But since 2001 these haven’t been sufficient to prevent the output-capital ratio from falling.

This trajectory of the output-capital ratio is important since the gross profit rate is the product of two terms: capital productivity and the profit share of GDP.

What then of this second factor?

Australian real wages were stagnant for nearly two decades, throughout the 1980s and until the late 1990s, and again for much of the 2000s.

This interval was made possible by political changes to labour-market institutions (including the ALP-ACTU Prices and Incomes Accord and the dissolution of the ALP as a social-democratic or labourist party) and the replenishment of vast, under-utilized labour resources (e.g. collapse of the Soviet Union, rural migration in China, stagnant pools of petty producers in India, greater labour-force participation of women, vast immigration inflow).

Throughout this period, labour productivity rose more swiftly than real wages, reducing the wage share (i.e the share of net output captured by employees as wages and salaries) and raising the profit share.

wage share - Australia

This, together with the temporary rebound in the output-capital ratio allowed the profit rate to recover during the 1980s.

Ultimately, however, the increase in labour productivity hasn’t been sufficient to prevent the output-capital ratio from falling. The long-term impasse in capital productivity has once again, over the past decade, dragged down the profit rate.

Profit rate - Australia

These circumstances make it essential for Australia’s propertied classes and the policymaking elite that labour costs be reduced.

This imperative is what lies behind the assertion — repeated quietly but assiduously by senior Australian bureaucrats, policy advisors and politicians over the past year — that ‘national living standards’ must fall following the federal election this Saturday. (The project, of course, had already long commenced.)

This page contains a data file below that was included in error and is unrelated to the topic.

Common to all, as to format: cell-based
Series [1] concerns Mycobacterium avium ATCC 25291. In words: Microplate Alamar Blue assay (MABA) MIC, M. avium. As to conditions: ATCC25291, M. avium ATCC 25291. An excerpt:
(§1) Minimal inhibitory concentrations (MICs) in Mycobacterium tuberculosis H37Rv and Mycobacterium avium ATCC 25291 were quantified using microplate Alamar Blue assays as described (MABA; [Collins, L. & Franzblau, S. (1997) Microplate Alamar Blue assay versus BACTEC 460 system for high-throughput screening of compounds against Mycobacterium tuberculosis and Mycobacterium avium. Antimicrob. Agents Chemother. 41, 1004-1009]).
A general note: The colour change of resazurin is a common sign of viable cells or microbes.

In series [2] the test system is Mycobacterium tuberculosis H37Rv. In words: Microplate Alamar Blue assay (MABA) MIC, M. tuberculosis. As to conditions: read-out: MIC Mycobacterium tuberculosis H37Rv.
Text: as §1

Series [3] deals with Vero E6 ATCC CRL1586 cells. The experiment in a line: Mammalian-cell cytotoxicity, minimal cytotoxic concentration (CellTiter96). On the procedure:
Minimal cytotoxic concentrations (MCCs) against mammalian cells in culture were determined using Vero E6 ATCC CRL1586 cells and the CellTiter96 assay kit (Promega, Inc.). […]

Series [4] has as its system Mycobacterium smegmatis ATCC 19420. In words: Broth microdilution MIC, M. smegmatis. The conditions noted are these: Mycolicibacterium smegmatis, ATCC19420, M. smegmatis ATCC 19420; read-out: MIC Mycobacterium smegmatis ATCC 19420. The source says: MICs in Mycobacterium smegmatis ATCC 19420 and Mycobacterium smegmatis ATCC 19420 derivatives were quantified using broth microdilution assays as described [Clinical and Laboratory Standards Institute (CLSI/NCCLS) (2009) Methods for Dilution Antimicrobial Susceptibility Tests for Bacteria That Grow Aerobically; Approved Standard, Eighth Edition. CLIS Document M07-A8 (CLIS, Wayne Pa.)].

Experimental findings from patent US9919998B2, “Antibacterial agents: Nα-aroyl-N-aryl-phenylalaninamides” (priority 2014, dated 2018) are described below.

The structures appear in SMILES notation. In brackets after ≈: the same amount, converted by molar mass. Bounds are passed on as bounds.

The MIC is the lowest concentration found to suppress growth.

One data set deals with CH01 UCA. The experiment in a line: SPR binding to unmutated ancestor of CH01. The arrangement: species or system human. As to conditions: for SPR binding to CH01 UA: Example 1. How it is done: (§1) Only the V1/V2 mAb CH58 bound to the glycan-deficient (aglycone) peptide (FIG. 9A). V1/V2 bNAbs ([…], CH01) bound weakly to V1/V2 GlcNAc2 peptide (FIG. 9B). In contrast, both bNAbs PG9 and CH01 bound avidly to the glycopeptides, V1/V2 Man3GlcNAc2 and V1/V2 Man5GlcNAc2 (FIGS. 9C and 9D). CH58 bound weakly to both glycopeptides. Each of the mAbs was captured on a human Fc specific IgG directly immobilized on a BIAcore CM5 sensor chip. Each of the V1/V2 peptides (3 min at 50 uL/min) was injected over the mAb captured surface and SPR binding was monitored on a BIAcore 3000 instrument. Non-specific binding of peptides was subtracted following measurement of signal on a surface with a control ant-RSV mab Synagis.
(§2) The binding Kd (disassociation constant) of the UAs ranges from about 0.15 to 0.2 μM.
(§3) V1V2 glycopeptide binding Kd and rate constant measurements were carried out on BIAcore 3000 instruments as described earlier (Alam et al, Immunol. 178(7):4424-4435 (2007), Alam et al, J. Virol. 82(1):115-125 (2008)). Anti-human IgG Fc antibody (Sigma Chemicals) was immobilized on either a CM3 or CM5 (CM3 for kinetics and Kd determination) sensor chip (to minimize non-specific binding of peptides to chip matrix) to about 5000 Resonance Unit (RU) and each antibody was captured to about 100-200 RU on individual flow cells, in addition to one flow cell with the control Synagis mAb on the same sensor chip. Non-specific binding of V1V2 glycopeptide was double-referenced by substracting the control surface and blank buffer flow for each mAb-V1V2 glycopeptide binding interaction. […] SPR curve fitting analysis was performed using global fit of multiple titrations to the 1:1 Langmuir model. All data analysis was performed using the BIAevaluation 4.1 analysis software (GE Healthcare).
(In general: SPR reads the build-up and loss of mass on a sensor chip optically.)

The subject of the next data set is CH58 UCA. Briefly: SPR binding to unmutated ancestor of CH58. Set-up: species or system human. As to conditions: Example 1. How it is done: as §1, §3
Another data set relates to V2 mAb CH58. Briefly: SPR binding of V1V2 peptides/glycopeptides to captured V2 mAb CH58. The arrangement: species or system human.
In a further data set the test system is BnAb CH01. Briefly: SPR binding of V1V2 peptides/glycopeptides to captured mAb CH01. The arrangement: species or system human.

Indeed, the entire drawn-out election campaign — with its various follies, diversionary sideshows, deliberate pollutions of popular opinion and officially foredained result — has been conducted to guarantee this result. The codeword, by which political leaders speak to elite audiences while evading public detection, is ‘productivity.’

Pursuit of this elite objective also helps explain the institutional renovation of the Australian state over the past two decades.

The latter includes strengthening of repressive organs, ‘anti-terror’ measures, mass incarceration at the whim of the executive of people innocent of any crime, and technocratic forms of policymaking.

As with the reconfiguration of the US state, these changes are designed to allow measures to be implemented against mass opposition.


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One Response to “Distributional conflict and technical change in Australia, 1963-2009”

  1. Taking candy from a baby? | Churls Gone Wild Says:

    […] investment, especially when technical change is stunted (as it has been since the 1970s). Slow capital accumulation in recent decades — reducing productivity growth and channelling funds into unproductive and […]